Stevens Pass, WA Patrollers Going on Strike?

Cameron Griffin | | Industry NewsIndustry News
Entrance Sign, Stevens Pass, washington
At Stevens Pass, the Ski Patrol is fighting for better pay and benefits. With hopes of better retention for skilled patrollers. Photo courtesy of Adventure Journal

Are Stevens Pass patrollers going on strike? With COViD ruining last season by closing all resorts, it looks like it might happen again at Stevens Pass this year, where they have been practicing a picket line. Yet fortunately for the Stevens Pass skiers, they’ve yet to go on an actual strike. However, a strike could be coming soon.

ski patrol president
Brianna Hartzell has been bargaining in “good faith’ with Vail. Photo courtesy of Ryan Irvin.

Last spring, the ski patrol voted 27 to 18 in favor of unionization and voting for Brianna Hartzell as president. The Communications Workers of America represents the ski patrollers. Undoubtedly they haven’t gotten far with Vail. Particularly in the 21 months, they’ve yet to finalize a contract with Vail. Consequently, the pandemic put the negotiations on hiatus for 5-months during the pandemic. According to Outside Magazine, Vail has failed to show up for Zoom meetings despite the plentiful time to talk.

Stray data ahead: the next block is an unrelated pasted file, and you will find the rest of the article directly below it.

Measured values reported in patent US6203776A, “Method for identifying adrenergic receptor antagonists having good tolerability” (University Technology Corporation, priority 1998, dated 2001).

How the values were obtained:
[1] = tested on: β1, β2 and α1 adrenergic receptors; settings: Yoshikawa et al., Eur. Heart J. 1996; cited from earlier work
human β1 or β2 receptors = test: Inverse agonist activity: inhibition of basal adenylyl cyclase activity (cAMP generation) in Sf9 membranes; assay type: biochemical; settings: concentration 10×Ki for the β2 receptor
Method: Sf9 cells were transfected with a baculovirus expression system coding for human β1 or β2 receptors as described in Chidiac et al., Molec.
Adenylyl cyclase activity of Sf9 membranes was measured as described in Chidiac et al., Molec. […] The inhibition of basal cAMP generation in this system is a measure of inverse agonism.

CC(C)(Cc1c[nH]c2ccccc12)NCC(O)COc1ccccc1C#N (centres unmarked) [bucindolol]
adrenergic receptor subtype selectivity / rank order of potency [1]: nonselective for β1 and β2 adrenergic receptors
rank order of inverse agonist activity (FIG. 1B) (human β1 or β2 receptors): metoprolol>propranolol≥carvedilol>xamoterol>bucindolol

Brianna Hartzell is very clear about the struggles facing veteran ski patrollers.

“It takes several seasons to build expertise in these areas in a patrol team”

Along with her giving a real-life scenario.

“If you want someone who can splint a femur in the dark during a blood-moon eclipse while training a rookie on a 50-degree slope and backboarding the guest into a toboggan to be belayed and skied out, you’re going to need someone with more than two years of experience,”

Furthermore, the union says 23 out of 48 patrollers are in their first or second year. Obviously, putting resort goers in the care of inexperienced patrollers can be dangerous.

Yet Vail denied opportunities to respond in the press. The website wrote an extensive article about what patrollers have lost under Vail’s management. Like how programs that brought in skilled professionals, such as doctors and physical therapists, were ended. A drug policy was instituted, which made incidents less likely to be reported.

At this time, with neither Vail communicating nor the patrollers able to get the benefits asked for in negotiations, sadly, it looks like a stalemate for skiers. With hopes that a single move by could save the season for Stevens.

wide shot , Stevens Pass,
The Stevens Pass Base area. Photo courtesy of Stevens Pass

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